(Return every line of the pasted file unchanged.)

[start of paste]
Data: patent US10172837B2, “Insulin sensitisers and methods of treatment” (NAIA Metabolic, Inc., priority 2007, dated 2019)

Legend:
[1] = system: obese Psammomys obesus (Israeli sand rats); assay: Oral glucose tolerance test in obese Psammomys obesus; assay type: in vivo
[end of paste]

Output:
Data: patent US10172837B2, “Insulin sensitisers and methods of treatment” (NAIA Metabolic, Inc., priority 2007, dated 2019)

Legend:
[1] = system: obese Psammomys obesus (Israeli sand rats); assay: Oral glucose tolerance test in obese Psammomys obesus; assay type: in vivo